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Christina L. Ryu, Adrian Elfersy, Paul Edwards, Uday Desai, Thomas Hessburg, Hua Gao; Anti-VEGF Therapy Reduces the Rate of Neovascular Glaucoma Due to Central Retinal Vein Occlusion. Invest. Ophthalmol. Vis. Sci. 2012;53(14):2945.
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Ischemic central retinal vein occlusion (CRVO) is known to cause neovascular glaucoma (NVG). Incidence of NVG in previous reports ranges from 23% to 60%, with a recent study of CRVO natural history from Hayreh reporting NVG incidence of 35%. It is well known that neovascularization is caused by vascular endothelial growth factor (VEGF) from retinal ischemia. Recently, anti-VEGF therapy has become widely used to treat macular edema due to CRVO. This study is to determine if anti-VEGF therapy can reduce the rate of NVG.
This is a retrospective study of ischemic and nonischemic CRVO patients who received anti-VEGF therapy for macular edema. Patient charts were reviewed from November, 2004 to July, 2011. Patients with presenting neovascularization, prior panretinal photocoagulation (PRP), and prior anti-VEGF treatments were excluded. Patients with open angle glaucoma and nonproliferative diabetic retinopathy were included. The primary outcome is the rate of NVG.
Thirty eyes of 30 patients with CRVO were included in the study. 17 of 30 eyes were non-ischemic CRVO, and 13 were ischemic CRVO. Of the 17 non-ischemic CRVO eyes, mean presenting visual acuity was 20/80. They received an average of 4.6 anti-VEGF injections (bevacizumab or ranibizumab) over a period of 9.2 months (one injection every 1.9 months) for treatment of cystoid macular edema. Total mean follow up time was 16.9 months. No eye developed NVG, which is consistent with prior reports of nonischemic CRVO. However 1 eye (5.9%) required PRP for neovascularization. Mean visual acuity at last follow up was 20/50. Mean pre-treatment central retinal thickness (CRT) on OCT was 481 microns, and mean post-treatment CRT, 313 microns. Of the 13 ischemic CRVO eyes, mean presenting visual acuity was 20/320. They received an average of 3.5 anti-VEGF injections over a period of 7.4 months (one injection every 2.8 months). Total mean follow up time was 12.2 months. No eye developed NVG, but 3 eyes (23.1%) developed neovascularization requiring PRP. Mean presenting IOP was 15.8 mmHg, and mean final follow up IOP, 14.8. Mean visual acuity at last follow up was 20/800. Mean pre-treatment CRT was 615 microns, and mean post-treatment CRT, 438 microns.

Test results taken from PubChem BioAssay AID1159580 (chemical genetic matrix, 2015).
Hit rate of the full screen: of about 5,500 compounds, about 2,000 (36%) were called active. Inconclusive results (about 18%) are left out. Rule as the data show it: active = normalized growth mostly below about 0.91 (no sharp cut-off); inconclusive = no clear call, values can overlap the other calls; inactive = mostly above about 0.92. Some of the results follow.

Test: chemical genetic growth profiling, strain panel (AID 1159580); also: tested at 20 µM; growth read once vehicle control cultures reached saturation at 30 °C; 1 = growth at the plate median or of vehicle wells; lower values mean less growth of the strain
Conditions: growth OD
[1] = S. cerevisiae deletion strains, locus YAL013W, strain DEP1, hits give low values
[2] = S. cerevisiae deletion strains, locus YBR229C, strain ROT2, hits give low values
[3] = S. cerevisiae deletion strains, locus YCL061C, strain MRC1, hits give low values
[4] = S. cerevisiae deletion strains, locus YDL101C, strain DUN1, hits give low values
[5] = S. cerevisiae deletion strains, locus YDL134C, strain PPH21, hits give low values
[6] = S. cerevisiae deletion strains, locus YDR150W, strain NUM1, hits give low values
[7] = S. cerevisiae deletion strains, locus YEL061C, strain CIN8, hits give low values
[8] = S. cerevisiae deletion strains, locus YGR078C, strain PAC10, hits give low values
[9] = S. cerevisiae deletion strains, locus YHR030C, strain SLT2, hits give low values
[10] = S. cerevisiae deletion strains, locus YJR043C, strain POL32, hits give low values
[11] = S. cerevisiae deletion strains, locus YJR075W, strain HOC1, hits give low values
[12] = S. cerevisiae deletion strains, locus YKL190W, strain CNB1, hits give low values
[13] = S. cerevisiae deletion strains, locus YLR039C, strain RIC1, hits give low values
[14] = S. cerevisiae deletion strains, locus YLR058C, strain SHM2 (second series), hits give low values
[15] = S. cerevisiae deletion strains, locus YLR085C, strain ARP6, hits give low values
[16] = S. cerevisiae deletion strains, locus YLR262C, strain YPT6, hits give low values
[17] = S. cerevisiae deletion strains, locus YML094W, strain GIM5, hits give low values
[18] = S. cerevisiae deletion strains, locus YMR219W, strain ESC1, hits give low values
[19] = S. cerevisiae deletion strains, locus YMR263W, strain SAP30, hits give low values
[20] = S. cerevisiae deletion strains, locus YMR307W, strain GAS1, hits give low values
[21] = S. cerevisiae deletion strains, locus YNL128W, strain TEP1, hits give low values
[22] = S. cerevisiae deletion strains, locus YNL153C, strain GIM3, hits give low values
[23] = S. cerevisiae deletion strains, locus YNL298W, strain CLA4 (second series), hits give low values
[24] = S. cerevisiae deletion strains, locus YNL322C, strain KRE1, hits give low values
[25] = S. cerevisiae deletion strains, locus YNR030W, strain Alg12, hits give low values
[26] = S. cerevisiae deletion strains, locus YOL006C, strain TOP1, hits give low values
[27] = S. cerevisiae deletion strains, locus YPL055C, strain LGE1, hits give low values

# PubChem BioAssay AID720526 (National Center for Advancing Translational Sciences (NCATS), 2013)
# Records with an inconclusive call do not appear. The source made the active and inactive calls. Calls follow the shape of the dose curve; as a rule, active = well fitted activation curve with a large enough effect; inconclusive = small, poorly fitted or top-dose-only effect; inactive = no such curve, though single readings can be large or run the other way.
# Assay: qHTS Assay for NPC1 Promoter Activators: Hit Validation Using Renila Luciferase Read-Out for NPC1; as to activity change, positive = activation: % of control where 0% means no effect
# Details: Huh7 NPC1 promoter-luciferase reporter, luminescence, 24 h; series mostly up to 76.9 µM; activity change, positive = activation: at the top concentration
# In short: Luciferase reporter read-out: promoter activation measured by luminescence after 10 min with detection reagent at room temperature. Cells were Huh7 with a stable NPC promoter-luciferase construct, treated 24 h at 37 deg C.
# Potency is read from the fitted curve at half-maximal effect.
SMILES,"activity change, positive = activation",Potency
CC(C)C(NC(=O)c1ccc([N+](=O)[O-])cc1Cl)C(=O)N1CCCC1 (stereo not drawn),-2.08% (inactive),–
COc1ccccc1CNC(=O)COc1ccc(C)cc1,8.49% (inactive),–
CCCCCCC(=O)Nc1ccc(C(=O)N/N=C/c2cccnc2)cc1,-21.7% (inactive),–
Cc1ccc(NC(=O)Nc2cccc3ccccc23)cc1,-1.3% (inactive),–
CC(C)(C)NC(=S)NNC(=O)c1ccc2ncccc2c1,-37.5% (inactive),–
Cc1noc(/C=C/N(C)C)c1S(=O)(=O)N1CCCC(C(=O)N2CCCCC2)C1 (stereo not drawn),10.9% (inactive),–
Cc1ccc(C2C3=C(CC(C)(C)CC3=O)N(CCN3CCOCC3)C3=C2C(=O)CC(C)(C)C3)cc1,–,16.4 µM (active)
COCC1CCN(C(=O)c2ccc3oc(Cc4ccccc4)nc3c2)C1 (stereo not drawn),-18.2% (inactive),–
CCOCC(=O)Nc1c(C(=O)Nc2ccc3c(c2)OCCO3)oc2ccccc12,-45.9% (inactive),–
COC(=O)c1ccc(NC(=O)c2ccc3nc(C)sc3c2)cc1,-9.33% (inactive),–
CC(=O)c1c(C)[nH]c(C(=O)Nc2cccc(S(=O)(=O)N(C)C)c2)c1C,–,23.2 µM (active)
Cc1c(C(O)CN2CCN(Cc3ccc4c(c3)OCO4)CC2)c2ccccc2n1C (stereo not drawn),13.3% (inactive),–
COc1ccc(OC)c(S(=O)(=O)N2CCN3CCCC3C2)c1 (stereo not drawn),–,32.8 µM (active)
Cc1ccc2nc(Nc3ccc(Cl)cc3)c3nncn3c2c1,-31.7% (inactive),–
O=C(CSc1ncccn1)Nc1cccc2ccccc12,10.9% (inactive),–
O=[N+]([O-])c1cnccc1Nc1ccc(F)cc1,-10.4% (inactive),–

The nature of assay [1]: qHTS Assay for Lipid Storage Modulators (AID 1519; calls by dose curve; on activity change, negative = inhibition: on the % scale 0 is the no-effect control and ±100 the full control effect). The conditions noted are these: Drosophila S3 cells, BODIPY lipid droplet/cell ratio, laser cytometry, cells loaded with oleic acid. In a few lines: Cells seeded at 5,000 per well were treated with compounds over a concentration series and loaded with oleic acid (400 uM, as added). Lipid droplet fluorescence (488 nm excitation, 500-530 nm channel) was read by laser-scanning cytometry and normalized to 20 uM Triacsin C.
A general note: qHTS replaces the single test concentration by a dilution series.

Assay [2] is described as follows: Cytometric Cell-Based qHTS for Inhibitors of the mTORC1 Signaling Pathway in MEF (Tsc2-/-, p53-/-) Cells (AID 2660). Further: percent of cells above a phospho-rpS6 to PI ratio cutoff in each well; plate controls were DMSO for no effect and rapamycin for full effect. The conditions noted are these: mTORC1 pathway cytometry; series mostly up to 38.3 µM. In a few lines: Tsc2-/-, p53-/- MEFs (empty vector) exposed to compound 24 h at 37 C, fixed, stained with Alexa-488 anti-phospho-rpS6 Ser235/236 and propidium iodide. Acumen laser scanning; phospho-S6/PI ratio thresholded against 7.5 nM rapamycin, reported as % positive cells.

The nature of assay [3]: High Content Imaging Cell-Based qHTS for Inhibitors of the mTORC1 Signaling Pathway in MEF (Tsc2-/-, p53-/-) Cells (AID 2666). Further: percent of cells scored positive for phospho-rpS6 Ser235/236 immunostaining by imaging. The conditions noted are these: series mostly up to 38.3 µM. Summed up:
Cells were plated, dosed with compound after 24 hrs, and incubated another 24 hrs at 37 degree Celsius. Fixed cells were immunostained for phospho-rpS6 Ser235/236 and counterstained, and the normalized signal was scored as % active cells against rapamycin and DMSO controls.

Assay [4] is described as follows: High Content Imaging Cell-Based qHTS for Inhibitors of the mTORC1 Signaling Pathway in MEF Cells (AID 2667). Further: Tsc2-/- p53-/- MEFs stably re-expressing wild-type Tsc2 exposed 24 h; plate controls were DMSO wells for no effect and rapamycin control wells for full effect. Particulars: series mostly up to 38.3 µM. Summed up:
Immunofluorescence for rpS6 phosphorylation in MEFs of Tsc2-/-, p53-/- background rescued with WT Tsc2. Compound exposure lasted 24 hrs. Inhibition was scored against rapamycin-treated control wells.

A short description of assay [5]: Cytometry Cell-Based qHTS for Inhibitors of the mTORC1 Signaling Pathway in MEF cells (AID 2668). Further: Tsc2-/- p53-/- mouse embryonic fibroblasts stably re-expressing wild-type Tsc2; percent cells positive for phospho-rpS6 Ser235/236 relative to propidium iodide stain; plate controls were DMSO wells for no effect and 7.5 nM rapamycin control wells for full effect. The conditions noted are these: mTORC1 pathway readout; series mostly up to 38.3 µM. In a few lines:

Our study shows that anti-VEGF therapy significantly reduced the rate of NVG in ischemic CRVO compared to the previously reported rate in the literature. Thus anti-VEGF therapy may improve the natural course of CRVO, especially in ischemic patients. A larger clinical trial is needed to confirm the results of our study.
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